Phylogenetic and ontogenetic influences on the distribution of anthocyanins and betacyanins in leaves of tropical plants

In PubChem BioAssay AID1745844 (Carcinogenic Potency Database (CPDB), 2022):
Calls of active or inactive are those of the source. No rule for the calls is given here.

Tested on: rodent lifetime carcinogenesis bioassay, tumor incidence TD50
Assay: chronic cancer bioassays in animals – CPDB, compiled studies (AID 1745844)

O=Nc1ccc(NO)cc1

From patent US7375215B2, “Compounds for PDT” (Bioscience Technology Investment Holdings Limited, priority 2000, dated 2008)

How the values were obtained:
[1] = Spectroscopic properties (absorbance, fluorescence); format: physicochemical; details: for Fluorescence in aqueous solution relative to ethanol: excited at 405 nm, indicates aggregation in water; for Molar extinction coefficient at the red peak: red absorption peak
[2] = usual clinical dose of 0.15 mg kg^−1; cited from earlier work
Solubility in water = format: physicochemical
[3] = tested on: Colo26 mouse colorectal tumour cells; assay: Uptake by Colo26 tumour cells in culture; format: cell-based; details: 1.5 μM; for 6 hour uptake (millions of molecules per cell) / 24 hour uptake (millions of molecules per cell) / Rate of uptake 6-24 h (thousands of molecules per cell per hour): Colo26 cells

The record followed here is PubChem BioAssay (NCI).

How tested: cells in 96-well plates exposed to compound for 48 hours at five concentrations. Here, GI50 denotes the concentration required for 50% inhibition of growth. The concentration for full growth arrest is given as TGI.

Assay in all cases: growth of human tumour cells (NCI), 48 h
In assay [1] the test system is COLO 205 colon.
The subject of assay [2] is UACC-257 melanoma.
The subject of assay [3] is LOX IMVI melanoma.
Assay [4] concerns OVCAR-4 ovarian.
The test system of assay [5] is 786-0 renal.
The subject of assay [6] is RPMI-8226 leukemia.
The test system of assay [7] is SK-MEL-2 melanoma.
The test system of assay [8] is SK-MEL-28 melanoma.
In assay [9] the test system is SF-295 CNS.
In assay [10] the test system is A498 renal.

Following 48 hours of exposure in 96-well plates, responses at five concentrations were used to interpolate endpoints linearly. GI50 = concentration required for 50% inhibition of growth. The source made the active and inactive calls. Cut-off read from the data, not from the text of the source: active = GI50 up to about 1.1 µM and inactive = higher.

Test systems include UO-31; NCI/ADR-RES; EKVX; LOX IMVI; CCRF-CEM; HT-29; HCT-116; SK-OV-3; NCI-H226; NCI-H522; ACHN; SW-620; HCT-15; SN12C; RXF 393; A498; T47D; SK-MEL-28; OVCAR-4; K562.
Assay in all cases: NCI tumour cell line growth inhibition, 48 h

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We examined the anatomy of expanding, mature, and senescing leaves of tropical plants for the presence of red pigments: anthocyanins and betacyanins. We studied 463 species in total, 370 genera, belonging to 94 families. This included 21 species from five families in the Caryophyllales, where betacyanins are the basis for red color. We also included 14 species of ferns and gymnosperms in seven families and 29 species with undersurface coloration at maturity. We analyzed 399 angiosperm species (74 families) for factors (especially developmental and evolutionary) influencing anthocyanin production during expansion and senescence. During expansion, 44.9% produced anthocyanins and only 13.5% during senescence. At both stages, relatively few patterns of tissue distributions developed, primarily in the mesophyll, and very few taxa produced anthocyanins in dermal and ground tissue simultaneously. Of the 35 species producing anthocyanins both in development and senescence, most had similar cellular distributions. Anthocyanin distributions were identical in different developing leaves of three heteroblastic taxa. Phylogeny has influenced the distribution of anthocyanins in the epidermis and mesophyll of expanding leaves and the palisade parenchyma during senescence, although these influences are not strong. Betacyanins appear to have similar distributions in leaves of taxa within the Caryophyllales and, perhaps, similar functions. The presence of anthocyanins in the mesophyll of so many species is inconsistent with the hypothesis of protection against UV damage or fungal pathogens, and the differing tissue distributions indicate that the pigments may function in different ways, as in photoprotection and freeradical scavenging.

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